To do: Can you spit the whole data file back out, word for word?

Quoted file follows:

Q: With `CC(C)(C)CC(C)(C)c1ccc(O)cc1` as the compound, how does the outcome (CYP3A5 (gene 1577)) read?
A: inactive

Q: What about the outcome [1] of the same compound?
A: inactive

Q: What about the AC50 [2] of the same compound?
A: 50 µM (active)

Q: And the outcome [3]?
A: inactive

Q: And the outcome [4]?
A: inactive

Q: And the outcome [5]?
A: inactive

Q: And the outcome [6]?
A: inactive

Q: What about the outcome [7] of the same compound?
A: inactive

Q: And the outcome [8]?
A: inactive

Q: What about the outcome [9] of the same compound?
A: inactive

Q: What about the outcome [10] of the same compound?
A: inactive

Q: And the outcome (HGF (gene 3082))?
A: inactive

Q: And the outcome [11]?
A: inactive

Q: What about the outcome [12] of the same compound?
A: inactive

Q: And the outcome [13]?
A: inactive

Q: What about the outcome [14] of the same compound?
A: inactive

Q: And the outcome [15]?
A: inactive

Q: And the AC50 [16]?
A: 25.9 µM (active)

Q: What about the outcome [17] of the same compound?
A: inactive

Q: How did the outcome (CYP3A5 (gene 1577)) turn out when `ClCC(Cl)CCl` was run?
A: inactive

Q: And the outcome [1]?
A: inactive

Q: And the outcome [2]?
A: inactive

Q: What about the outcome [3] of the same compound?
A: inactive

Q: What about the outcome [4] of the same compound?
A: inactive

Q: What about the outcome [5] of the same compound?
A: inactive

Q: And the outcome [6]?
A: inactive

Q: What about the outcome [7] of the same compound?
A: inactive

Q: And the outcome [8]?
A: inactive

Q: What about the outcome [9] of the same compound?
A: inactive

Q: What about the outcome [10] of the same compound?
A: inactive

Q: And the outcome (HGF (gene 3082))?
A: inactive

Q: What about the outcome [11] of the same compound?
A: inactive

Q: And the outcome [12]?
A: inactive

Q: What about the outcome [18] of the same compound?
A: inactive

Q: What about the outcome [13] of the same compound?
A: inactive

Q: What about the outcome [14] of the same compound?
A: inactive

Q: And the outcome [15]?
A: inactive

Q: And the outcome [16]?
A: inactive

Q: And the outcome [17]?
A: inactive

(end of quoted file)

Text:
Q: With `CC(C)(C)CC(C)(C)c1ccc(O)cc1` as the compound, how does the outcome (CYP3A5 (gene 1577)) read?
A: inactive

Q: What about the outcome [1] of the same compound?
A: inactive

Q: What about the AC50 [2] of the same compound?
A: 50 µM (active)

Q: And the outcome [3]?
A: inactive

Q: And the outcome [4]?
A: inactive

Q: And the outcome [5]?
A: inactive

Q: And the outcome [6]?
A: inactive

Q: What about the outcome [7] of the same compound?
A: inactive

Q: And the outcome [8]?
A: inactive

Q: What about the outcome [9] of the same compound?
A: inactive

Q: What about the outcome [10] of the same compound?
A: inactive

Q: And the outcome (HGF (gene 3082))?
A: inactive

Q: And the outcome [11]?
A: inactive

Q: What about the outcome [12] of the same compound?
A: inactive

Q: And the outcome [13]?
A: inactive

Q: What about the outcome [14] of the same compound?
A: inactive

Q: And the outcome [15]?
A: inactive

Q: And the AC50 [16]?
A: 25.9 µM (active)

Q: What about the outcome [17] of the same compound?
A: inactive

Q: How did the outcome (CYP3A5 (gene 1577)) turn out when `ClCC(Cl)CCl` was run?
A: inactive

Q: And the outcome [1]?
A: inactive

Q: And the outcome [2]?
A: inactive

Q: What about the outcome [3] of the same compound?
A: inactive

Q: What about the outcome [4] of the same compound?
A: inactive

Q: What about the outcome [5] of the same compound?
A: inactive

Q: And the outcome [6]?
A: inactive

Q: What about the outcome [7] of the same compound?
A: inactive

Q: And the outcome [8]?
A: inactive

Q: What about the outcome [9] of the same compound?
A: inactive

Q: What about the outcome [10] of the same compound?
A: inactive

Q: And the outcome (HGF (gene 3082))?
A: inactive

Q: What about the outcome [11] of the same compound?
A: inactive

Q: And the outcome [12]?
A: inactive

Q: What about the outcome [18] of the same compound?
A: inactive

Q: What about the outcome [13] of the same compound?
A: inactive

Q: What about the outcome [14] of the same compound?
A: inactive

Q: And the outcome [15]?
A: inactive

Q: And the outcome [16]?
A: inactive

Q: And the outcome [17]?
A: inactive